I closed the keynote presentation with a series of ‘hot tips’ – topics that I predict will emerge as future trends in the next 3-5 years:
- Gender in community music. It hasn’t come in for much attention thus far, but it’s an important area for examination. Music is an extremely gendered practice; the paper “From snuggling and snogging to sampling and scratching: Girls’ non-participation in community-based music activities” (Baker, Sarah, & Cohen, Bruce M. Z, 2008) is well-worth a read for an initial examination to how this can play out in community-based music activities.
- Pushback against the ‘intervention’ model as the gold standard towards more organic, community-driven music approaches. I predict this will come about as non-English language community music work gains profile in the research literature. The relevance of this difference in emphasis of what practices look like and deliver was particularly evident at this year’s Asia-Pacific Community Music Network gathering (Japan, July 2015); indeed, the increasing ‘pushback’ was a topic that was discussed in the closing comments of that conference.
- Happiness and Joy. I predict that as researchers we will begin to look beyond the instrumentalised focus of many community music activities (or of their organisers’) to put the spotlight more firmly on participant experience, which will foreground some of community music’s least measurable, most subjective outputs – such as experiences of happiness and joy.
- Street bands and music-as-activism. I predict we will see an increase in the visibility of these kinds responses to social issues, and consequently they will begin to feature more prominently in community music research. The activities are not new, but I predict a revived interest in the dynamics of this kind of music-making as it interacts with local and global contexts for change and citizen action.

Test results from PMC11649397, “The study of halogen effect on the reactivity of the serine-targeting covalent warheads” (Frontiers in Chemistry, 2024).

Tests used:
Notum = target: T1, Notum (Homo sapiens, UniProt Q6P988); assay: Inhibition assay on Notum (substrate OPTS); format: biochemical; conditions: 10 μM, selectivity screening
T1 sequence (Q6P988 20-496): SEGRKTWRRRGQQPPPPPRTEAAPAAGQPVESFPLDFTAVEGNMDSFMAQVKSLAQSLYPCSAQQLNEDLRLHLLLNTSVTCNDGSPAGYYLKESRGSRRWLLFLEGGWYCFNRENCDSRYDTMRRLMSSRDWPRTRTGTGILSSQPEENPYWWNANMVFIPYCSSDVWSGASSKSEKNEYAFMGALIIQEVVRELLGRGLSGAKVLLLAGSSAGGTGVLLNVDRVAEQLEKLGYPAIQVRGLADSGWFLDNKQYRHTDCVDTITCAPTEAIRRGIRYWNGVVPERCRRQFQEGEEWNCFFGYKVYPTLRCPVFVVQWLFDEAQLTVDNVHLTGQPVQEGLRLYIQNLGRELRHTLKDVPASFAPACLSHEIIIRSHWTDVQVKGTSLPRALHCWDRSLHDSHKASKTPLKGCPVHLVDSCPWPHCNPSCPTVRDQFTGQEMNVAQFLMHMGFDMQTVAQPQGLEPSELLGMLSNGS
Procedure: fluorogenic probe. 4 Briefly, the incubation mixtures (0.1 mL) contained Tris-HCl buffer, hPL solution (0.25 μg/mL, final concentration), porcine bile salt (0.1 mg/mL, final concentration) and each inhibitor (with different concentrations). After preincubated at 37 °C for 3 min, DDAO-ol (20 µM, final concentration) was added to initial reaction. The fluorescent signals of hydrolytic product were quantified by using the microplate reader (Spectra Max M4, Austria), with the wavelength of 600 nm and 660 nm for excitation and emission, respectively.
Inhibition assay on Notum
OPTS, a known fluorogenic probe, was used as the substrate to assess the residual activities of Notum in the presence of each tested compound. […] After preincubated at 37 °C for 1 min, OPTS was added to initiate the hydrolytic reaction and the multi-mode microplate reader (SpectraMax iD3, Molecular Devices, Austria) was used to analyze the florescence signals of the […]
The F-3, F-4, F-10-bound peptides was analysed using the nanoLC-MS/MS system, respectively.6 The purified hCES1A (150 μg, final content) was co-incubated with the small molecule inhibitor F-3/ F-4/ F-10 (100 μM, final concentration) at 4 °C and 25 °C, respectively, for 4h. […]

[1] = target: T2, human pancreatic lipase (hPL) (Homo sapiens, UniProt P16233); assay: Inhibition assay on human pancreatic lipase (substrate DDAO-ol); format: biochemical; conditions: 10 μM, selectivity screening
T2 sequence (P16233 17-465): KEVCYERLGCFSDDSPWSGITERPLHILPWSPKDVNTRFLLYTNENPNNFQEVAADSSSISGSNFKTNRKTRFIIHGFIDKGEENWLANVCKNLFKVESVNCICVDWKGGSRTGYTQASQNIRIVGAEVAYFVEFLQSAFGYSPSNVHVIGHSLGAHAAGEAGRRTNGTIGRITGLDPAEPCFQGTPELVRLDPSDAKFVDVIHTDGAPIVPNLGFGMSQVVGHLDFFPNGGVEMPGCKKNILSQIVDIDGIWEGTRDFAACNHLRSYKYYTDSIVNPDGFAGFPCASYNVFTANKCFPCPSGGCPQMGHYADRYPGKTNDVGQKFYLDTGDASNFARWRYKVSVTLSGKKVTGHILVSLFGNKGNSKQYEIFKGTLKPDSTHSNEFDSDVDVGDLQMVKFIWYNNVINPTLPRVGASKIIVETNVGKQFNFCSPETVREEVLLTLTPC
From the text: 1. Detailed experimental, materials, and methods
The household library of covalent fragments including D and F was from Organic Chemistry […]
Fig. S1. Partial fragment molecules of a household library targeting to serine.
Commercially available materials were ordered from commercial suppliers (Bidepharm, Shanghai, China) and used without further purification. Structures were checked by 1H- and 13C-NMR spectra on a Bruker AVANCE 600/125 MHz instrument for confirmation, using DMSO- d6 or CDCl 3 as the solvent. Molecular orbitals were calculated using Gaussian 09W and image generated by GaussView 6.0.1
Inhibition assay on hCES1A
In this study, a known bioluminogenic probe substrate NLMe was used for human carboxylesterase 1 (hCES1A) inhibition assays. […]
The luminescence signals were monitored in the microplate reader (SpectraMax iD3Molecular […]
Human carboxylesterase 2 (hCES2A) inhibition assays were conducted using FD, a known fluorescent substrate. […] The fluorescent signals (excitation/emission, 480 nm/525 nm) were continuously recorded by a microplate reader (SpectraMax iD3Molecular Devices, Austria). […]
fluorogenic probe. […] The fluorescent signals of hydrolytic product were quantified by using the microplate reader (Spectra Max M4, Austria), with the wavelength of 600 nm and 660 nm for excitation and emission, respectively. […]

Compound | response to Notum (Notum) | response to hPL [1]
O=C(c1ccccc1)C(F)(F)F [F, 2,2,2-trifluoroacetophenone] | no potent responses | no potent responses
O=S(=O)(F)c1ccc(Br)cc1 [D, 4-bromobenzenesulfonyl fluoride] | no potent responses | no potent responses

What do you think? Are there trends in community music research that you’ve observed that could be included here? What are your own tips for the next ‘hot topics’ in community music research?
I loved this return visit to Beijing. It’s always nice to be hosted, and the Chinese are wonderful hosts! My plane touched down at 3am, and when I finally emerged through the gates into the public area (that airport is enormous, it took me ages to walk through given I was still recovering from my recent surgeries), two very tired but smiling student volunteers from the China Conservatory were there to meet me.
My first day was free of work tasks so one of the volunteers took me to the Panjiayuan antiques market where traders from different parts of China were selling antiques (some real, some less real) and handcrafts. I bought some gifts for family, friends and friends’ children, but mostly just loved the browsing and people-watching.
We also went to Beijing Glasses City. This is a mall filled with spectacle-sellers, lens-grinders, and optical accessories stalls. My student guide, Wang (although I later suggested an English name for him – Max – which he loved and immediately adopted) is from the Xinjiang Autonomous Region, up in the north-west, sharing the border with Kazakhstan and Kyrgystan, so Beijing Glasses City was a new discovery for him. I chose frames and got my eyes tested and had new glasses made within 30 minutes.